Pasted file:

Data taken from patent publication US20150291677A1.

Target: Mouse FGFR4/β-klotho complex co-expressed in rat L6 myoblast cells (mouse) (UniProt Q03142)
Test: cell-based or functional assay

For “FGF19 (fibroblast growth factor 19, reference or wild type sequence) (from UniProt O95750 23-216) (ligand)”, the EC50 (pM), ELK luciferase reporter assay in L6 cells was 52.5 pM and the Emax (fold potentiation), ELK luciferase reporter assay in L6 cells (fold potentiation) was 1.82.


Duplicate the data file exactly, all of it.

Data taken from patent publication US20150291677A1.

Target: Mouse FGFR4/β-klotho complex co-expressed in rat L6 myoblast cells (mouse) (UniProt Q03142)
Test: cell-based or functional assay

For “FGF19 (fibroblast growth factor 19, reference or wild type sequence) (from UniProt O95750 23-216) (ligand)”, the EC50 (pM), ELK luciferase reporter assay in L6 cells was 52.5 pM and the Emax (fold potentiation), ELK luciferase reporter assay in L6 cells (fold potentiation) was 1.82.